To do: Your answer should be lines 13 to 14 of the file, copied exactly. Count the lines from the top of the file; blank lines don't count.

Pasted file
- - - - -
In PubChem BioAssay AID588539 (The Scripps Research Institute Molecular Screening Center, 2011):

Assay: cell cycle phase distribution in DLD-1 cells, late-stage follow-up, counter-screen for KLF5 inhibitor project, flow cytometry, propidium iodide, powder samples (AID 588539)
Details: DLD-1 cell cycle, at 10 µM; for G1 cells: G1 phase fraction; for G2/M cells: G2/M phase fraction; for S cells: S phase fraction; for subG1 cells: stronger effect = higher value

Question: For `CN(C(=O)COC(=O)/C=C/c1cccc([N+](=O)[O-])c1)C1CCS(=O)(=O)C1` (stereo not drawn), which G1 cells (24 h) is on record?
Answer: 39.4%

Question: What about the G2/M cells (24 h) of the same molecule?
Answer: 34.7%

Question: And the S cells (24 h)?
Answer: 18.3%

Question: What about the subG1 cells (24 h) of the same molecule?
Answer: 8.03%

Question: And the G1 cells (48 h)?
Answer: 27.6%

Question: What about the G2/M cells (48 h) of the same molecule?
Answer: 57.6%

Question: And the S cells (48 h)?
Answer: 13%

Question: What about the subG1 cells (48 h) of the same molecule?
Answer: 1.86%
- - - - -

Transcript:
Answer: 27.6%

Question: What about the G2/M cells (48 h) of the same molecule?